The Pioneer Venus project was part of the Pioneer program consisting of two spacecraft, the Pioneer Venus Orbiter and the Pioneer Venus Multiprobe, launched to Venus in 1978. The program was managed by NASA's Ames Research Center.
The Pioneer Venus Orbiter entered orbit around Venus on December 4, 1978, and performed observations to characterize the atmosphere and surface of Venus. It continued to transmit data until October 1992.
The Pioneer Venus Multiprobe deployed four small probes into the Venusian atmosphere on December 9, 1978. All four probes transmitted data throughout their descent to the surface. One probe survived landing and transmitted data from the surface for over an hour.
The Pioneer mission consisted of two components, launched separately: an orbiter and a multiprobe.
The orbiter was launched on May 20, 1978 on an Atlas-Centaur rocket. The orbiter's mass was 517 kg (1,140 lb). The Pioneer Venus Orbiter was inserted into an elliptical orbit around Venus on December 4, 1978. It carried 17 experiments (with a total mass of 45 kg):
In May 1992 the orbiter began the final phase of its mission, in which the periapsis was held between 150 and 250 km until the fuel ran out and atmospheric entry destroyed the spacecraft in August 1992.
The Pioneer Venus Multiprobe was launched on August 8, 1978 on an Atlas-Centaur rocket. It consisted of a 290 kg bus which carried one large (315 kg) and three small atmospheric probes. The large probe was released on November 16, 1978 and the three small probes on November 20. All four probes entered the Venus atmosphere on December 9, followed by the bus.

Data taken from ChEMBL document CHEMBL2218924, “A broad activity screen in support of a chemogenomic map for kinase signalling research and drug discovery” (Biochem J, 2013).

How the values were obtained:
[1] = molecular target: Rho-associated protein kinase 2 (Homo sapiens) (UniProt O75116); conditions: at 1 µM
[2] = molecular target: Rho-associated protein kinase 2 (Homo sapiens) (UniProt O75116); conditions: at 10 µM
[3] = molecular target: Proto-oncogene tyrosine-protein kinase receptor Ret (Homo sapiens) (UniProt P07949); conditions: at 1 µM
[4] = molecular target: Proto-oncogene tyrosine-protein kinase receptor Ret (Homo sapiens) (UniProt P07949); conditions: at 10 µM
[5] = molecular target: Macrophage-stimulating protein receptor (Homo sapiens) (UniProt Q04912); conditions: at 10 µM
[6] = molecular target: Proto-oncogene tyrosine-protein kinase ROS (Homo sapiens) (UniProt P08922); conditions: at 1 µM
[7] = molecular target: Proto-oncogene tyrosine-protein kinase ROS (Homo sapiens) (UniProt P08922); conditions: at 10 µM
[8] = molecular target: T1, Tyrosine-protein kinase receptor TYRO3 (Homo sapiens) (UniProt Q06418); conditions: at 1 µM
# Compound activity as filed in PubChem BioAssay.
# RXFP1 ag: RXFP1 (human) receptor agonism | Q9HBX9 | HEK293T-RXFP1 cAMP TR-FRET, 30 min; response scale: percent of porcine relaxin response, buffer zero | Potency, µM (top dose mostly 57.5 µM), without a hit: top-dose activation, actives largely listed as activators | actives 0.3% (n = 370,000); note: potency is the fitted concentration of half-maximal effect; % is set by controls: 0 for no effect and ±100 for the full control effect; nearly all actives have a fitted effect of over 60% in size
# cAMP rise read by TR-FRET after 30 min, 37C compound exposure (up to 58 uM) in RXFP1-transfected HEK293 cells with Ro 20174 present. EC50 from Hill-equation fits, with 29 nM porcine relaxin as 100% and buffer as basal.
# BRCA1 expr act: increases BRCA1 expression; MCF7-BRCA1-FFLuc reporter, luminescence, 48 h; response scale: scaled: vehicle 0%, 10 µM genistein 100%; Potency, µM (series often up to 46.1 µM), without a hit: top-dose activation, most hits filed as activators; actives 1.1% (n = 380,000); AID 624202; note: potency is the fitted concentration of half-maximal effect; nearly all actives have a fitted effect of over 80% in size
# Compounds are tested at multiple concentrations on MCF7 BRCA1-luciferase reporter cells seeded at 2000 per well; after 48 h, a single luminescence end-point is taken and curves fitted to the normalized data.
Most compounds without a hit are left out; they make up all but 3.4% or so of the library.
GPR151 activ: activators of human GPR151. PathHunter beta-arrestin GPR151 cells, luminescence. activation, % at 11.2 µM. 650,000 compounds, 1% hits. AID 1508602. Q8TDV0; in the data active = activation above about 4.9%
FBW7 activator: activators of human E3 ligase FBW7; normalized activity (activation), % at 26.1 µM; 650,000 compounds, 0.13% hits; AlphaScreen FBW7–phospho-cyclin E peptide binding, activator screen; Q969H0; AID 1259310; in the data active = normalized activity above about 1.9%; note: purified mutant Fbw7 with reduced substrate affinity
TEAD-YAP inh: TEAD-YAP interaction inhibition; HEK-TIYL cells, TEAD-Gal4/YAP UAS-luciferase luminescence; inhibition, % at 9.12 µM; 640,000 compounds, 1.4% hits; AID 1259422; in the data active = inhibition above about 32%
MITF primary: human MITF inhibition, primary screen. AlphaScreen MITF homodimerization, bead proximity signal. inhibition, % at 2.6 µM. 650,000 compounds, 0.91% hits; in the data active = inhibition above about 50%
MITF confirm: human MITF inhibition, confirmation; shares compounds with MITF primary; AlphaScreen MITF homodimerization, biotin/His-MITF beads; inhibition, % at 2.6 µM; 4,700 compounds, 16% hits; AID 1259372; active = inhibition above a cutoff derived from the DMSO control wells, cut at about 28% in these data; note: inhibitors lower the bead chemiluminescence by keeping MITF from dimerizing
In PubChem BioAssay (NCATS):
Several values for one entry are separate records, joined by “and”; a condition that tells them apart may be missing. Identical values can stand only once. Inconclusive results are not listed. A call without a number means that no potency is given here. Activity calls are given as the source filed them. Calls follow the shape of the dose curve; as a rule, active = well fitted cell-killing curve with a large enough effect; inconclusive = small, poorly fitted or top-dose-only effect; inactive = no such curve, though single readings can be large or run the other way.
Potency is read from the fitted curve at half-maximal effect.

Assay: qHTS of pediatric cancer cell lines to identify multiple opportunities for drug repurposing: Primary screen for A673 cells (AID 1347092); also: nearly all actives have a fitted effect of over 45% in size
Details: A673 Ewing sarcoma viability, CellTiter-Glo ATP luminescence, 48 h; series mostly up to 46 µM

The Pioneer Venus large probe was about 1.5 m in diameter and equipped with 7 science experiments. After deceleration from initial atmospheric entry at about 11.5 km/s, a parachute was deployed at 47 km altitude. The science experiments were:
The three small probes were identical to each other, 0.8 m in diameter and 90 kg each small probe. The small probes were each targeted at different parts of the planet; They had no parachutes and the aeroshells did not separate from the probe.
The Pioneer Venus bus also carried two experiments, a neutral mass spectrometer and an ion mass spectrometer to study the composition of the atmosphere. With no heat shield or parachute, the bus made measurements only to about 110 km altitude before burning up.
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